Building Parental Supervision Tools

An important part of what we’ve been developing for “Instagram Kids” is a way for parents to supervise their child’s use of Instagram. While we’re pausing our development of “Instagram Kids”, we’ll continue our work to allow parents to oversee their children’s accounts by expanding these tools to teen accounts (aged 13 and over) on Instagram. 

These new features, which parents and teens can opt into, will give parents the tools to meaningfully shape their teen’s experience. We’ll have more to share on this in the coming months.

Continuing Our Focus on Teen Safety

Recent reporting from the WSJ on our research into teen’s experiences on Instagram has raised a lot of questions for people. To be clear, I don’t agree with how the Journal has reported on our research. My colleague Pratiti goes into this more here.

We do research like this so we can make Instagram better. That means our insights often shed light on problems, but they inspire new ideas and changes to Instagram. Examples include our industry leading anti-bullying work such as RestrictHidden Words and Limits, and our recent changes to make Instagram accounts private by default for those under 16.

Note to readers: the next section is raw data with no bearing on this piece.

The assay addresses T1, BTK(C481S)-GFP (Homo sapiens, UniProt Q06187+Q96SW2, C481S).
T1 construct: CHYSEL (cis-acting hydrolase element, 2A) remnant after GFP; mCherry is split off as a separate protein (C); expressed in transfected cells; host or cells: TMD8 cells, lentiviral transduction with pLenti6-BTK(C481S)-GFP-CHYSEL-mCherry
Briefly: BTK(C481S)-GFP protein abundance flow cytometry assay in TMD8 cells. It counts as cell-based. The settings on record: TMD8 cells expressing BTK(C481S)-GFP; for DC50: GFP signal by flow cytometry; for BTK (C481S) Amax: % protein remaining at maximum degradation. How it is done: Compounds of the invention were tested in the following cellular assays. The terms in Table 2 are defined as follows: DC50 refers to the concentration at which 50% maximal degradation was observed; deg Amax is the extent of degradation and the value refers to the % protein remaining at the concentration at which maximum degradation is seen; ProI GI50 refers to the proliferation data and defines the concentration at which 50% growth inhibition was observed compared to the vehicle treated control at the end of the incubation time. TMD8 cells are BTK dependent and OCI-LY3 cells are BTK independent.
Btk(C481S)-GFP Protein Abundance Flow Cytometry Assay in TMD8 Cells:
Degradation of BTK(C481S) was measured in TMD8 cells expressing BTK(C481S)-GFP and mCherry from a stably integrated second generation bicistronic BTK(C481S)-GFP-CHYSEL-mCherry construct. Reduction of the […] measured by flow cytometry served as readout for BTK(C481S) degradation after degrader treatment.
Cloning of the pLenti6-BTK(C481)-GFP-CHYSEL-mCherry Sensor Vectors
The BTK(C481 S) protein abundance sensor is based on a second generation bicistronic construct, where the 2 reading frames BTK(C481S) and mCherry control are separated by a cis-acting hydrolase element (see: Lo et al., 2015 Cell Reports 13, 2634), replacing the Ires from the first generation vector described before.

Research also informs our work on issues like negative body image. We announced last week that we’re exploring two new ideas: encouraging people to look at other topics if they’re dwelling on content that might contribute to negative social comparison, and a feature tentatively called “Take a Break,” where people could put their account on pause and take a moment to consider whether the time they’re spending is meaningful. 

I have three children and their safety is the most important thing in my life. I hear the concerns with this project, and we’re announcing these steps today so we can get it right.

Facebook research shows company knew of Instagram harm to teens, senators say

Reuters By Sheila Dang and Paresh DaveOctober 1, 20211:51 AM BST: Last Updated 8 hours ago

Sept 30 (Reuters) – U.S. senators on Thursday grilled Facebook Inc (FB.O) on its plans to better protect young users on its apps, drawing on leaked internal research that showed the social media giant was aware of how its Instagram app harmed the mental health of teens.

The hearing in front of the Senate consumer protection subcommittee was called after the Wall Street Journal published several stories earlier this month about how Facebook knew Instagram caused some teen girls in particular to feel badly about their self-image. After growing opposition to the project, Facebook put plans for Instagram Kids, aimed at pre-teens, on hold this week. read more